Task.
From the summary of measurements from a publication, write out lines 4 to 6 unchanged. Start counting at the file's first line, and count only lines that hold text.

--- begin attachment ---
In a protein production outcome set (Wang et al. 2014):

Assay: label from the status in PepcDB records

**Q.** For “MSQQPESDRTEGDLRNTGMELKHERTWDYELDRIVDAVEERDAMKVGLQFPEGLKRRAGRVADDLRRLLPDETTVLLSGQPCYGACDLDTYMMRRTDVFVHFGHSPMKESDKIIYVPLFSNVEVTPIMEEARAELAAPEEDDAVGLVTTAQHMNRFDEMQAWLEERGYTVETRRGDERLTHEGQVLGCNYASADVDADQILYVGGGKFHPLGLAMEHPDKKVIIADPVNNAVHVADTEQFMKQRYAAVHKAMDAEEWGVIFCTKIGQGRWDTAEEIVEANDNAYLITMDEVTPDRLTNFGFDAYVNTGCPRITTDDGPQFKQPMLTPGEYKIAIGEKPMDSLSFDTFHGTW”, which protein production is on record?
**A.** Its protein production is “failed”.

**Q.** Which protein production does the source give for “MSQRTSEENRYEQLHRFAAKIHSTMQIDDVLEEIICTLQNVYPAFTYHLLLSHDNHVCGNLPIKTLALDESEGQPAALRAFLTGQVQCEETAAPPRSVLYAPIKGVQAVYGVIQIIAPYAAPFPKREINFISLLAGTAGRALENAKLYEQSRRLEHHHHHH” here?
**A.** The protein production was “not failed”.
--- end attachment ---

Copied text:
**A.** Its protein production is “failed”.

**Q.** Which protein production does the source give for “MSQRTSEENRYEQLHRFAAKIHSTMQIDDVLEEIICTLQNVYPAFTYHLLLSHDNHVCGNLPIKTLALDESEGQPAALRAFLTGQVQCEETAAPPRSVLYAPIKGVQAVYGVIQIIAPYAAPFPKREINFISLLAGTAGRALENAKLYEQSRRLEHHHHHH” here?
**A.** The protein production was “not failed”.